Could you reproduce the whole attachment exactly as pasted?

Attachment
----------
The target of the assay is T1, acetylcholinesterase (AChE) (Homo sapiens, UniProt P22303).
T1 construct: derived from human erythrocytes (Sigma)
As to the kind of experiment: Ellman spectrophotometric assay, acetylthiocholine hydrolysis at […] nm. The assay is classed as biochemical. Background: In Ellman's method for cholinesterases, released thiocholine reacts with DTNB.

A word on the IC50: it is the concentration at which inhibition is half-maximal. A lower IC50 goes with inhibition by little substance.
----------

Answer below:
The target of the assay is T1, acetylcholinesterase (AChE) (Homo sapiens, UniProt P22303).
T1 construct: derived from human erythrocytes (Sigma)
As to the kind of experiment: Ellman spectrophotometric assay, acetylthiocholine hydrolysis at […] nm. The assay is classed as biochemical. Background: In Ellman's method for cholinesterases, released thiocholine reacts with DTNB.

A word on the IC50: it is the concentration at which inhibition is half-maximal. A lower IC50 goes with inhibition by little substance.